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Ago 12, 2006, 7:00pm

Just wanted to welcome all who wish to join. I look forward to many discussions, or at least good discussions, on some of my favorite books, and to learn which books I might need to add to my reading list.

Ago 22, 2006, 8:01am

I`ll start the ball rolling - am currently reading In Search of Africa by Basil Davidson.

Anyone else read that ?

I`ve not got too far with it yet - a little but of academic jargon creeps in here and there - `historiography` indeed !

Still, I admire him very much.

Ago 22, 2006, 8:02am


I`m reading In Search of Africa by Basil Davidson at present - anyone else like him ?

Editado: Set 4, 2006, 5:08pm

I have not reaad that yet. I read The Black man's Burden by him which I didn't find all that interesting. I thought some of what he said was right, in regards to the mess colonialism left in Africa, but I have seen it said better in other titles. What arguments that he made in that book did you agree with or like? Are his other titles better?

5TimothyBurke Primeira Mensagem
Set 4, 2006, 9:11pm

The word "historiography" seems like jargon? It's the history of history-writing, that's all. When you read a history, the person writing it ought to know something about what's been said before about that history, and if it's relevant, tell you about it.

Anyway, on Davidson. He was a journalist who became deeply interested in Africa after the end of World War II and turned to the writing of African history. To some extent, I read The Black Man's Burden as a convoluted apologia for some of his earlier writing, which was overly enthusiastic, occasionally fawning, about the new national governments of postcolonial Africa and eager to provision them with a "useful history" that celebrated the past glories of Africa. That being said, his earlier writing is clear and powerful and helped to communicate to a very wide audience that African societies had a history that was deep and complex.

The Black Man's Burden as a book works best in the first half or so; his comparison to Eastern Europe becomes very tortured, I think, though I understand why he tried to make it.

Set 5, 2006, 8:50am

liberryn 2

I`m not ignoring your query, it`s just that a) I`ve only just found it and b) Timothy has answered it better than I could anyway.

There is a Basil Davidson tribute issue of Race and Class, the journal of the UK`s Institute of Race Relations - it might give you some ideas where to start if you want to take the interest further. It`s out of print now, so you`d probably have to track down a second-hand copy.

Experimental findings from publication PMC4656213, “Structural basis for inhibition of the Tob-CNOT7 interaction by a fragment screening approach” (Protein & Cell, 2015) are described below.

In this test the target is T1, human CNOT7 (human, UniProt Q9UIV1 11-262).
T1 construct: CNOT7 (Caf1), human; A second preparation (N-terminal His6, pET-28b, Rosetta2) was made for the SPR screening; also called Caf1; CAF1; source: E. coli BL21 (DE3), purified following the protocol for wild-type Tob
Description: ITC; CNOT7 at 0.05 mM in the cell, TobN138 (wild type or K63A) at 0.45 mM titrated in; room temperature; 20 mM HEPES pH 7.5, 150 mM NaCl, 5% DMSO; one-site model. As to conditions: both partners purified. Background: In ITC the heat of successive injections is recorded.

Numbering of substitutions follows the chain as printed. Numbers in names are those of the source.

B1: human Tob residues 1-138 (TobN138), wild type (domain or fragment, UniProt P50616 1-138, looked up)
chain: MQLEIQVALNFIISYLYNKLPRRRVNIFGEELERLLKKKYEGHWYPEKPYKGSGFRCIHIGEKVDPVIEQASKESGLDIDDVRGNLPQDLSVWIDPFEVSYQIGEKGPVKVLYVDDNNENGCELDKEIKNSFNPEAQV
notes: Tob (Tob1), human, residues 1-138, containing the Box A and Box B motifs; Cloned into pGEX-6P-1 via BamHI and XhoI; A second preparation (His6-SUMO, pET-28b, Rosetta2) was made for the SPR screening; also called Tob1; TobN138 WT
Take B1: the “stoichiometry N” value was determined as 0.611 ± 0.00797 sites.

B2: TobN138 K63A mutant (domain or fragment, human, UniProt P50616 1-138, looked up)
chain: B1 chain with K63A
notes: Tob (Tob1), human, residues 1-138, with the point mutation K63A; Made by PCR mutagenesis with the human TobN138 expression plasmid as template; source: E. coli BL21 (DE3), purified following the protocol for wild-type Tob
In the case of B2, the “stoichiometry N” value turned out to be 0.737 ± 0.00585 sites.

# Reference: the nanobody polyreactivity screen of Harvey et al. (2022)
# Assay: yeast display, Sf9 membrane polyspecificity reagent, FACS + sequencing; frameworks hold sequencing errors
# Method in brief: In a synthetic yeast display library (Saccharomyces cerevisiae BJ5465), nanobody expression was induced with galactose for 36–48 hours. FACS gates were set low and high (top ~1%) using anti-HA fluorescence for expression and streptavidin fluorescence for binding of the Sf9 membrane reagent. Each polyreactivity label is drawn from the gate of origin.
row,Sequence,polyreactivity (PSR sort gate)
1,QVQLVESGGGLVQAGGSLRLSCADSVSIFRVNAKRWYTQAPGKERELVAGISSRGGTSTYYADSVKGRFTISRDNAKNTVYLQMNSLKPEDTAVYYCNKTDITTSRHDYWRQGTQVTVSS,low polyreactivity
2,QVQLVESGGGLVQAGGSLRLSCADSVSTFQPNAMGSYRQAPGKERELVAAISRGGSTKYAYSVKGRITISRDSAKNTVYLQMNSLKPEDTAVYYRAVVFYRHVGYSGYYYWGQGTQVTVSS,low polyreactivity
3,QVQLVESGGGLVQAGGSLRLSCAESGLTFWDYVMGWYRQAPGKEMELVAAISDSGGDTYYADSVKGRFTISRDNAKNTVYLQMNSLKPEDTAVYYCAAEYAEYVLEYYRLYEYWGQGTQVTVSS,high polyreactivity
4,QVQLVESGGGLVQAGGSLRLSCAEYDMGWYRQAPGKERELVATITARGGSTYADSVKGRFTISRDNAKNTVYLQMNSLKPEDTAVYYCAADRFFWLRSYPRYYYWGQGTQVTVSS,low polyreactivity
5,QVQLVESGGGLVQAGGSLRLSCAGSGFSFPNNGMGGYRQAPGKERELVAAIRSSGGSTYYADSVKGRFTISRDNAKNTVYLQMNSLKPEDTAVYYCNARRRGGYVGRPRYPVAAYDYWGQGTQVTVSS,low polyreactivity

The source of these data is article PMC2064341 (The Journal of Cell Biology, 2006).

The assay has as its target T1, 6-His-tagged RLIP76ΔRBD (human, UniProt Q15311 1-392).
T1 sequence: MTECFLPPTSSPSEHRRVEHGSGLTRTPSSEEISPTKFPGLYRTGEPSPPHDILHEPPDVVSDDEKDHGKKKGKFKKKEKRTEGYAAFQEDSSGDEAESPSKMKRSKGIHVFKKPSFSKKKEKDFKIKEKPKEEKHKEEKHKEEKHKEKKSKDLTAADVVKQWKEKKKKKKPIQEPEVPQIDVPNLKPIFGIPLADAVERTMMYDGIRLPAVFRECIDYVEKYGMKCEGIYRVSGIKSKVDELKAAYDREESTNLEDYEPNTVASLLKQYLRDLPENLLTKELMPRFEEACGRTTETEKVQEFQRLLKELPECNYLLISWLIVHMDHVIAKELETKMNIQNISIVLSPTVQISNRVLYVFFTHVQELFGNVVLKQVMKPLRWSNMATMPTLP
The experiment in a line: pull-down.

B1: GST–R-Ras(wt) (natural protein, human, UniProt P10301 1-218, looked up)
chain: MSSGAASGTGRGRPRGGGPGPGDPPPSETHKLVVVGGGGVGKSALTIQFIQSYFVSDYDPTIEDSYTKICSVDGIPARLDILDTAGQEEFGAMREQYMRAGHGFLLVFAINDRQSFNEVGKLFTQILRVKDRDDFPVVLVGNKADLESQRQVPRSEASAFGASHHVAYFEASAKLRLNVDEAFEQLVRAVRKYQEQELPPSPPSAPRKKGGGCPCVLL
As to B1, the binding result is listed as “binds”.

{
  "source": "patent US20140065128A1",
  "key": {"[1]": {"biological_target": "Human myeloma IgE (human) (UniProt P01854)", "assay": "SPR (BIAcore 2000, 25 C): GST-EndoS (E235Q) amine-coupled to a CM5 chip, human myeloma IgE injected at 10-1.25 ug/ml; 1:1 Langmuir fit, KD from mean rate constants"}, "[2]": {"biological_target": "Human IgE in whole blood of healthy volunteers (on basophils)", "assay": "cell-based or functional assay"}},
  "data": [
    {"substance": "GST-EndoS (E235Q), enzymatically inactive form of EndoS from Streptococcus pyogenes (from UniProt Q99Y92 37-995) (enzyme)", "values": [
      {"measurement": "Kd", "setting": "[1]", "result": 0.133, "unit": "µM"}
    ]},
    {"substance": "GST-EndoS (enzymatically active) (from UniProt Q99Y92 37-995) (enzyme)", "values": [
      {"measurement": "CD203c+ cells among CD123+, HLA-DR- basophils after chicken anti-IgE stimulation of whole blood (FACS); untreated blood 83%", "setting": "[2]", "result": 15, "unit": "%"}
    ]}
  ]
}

You mentioned you`d seen the same things said better - any recommendations ?

I notice that there still seem to be a lot of books about Africa by people born outside Africa (whether black or white), but the only non-fiction books about Africa by Africans that I come across are books on Anti-Apartheid-Mandela, Biko, Sobukwe etc or books on anti-colonialism or the newly independent Africa of the `60s by, say, Nyerere or Nkrumah.

Are there more modern titles I`m missing out on ?

Set 12, 2006, 4:07pm

There are some titles that fit the bill, ranging from fairly academic or scholarly works to more accessible and general titles. Try Africa Betrayed, The Open Sore of the Continent, or A Mouth Sweeter Than Salt for starters.

The one thing I'm hard-pressed to think of is African travel writing by African authors. Arguably Scribbling the Cat fits the bill.

Set 26, 2006, 1:07am

Thank you for the explication on Davidson. It has helped my understanding of what I was reading.

Ago 25, 2007, 11:27pm

I've just finished a book by Ayi Kwei Armah "The eloquence of the Scribes." I enjoyed the book very much its about his search for his role and found it in writing. The book is also about his search for African Literature, African culture & its history (true). He talks about how to write and really has a course thats taught in Senegal where he is currently living.

Ago 28, 2007, 2:22am

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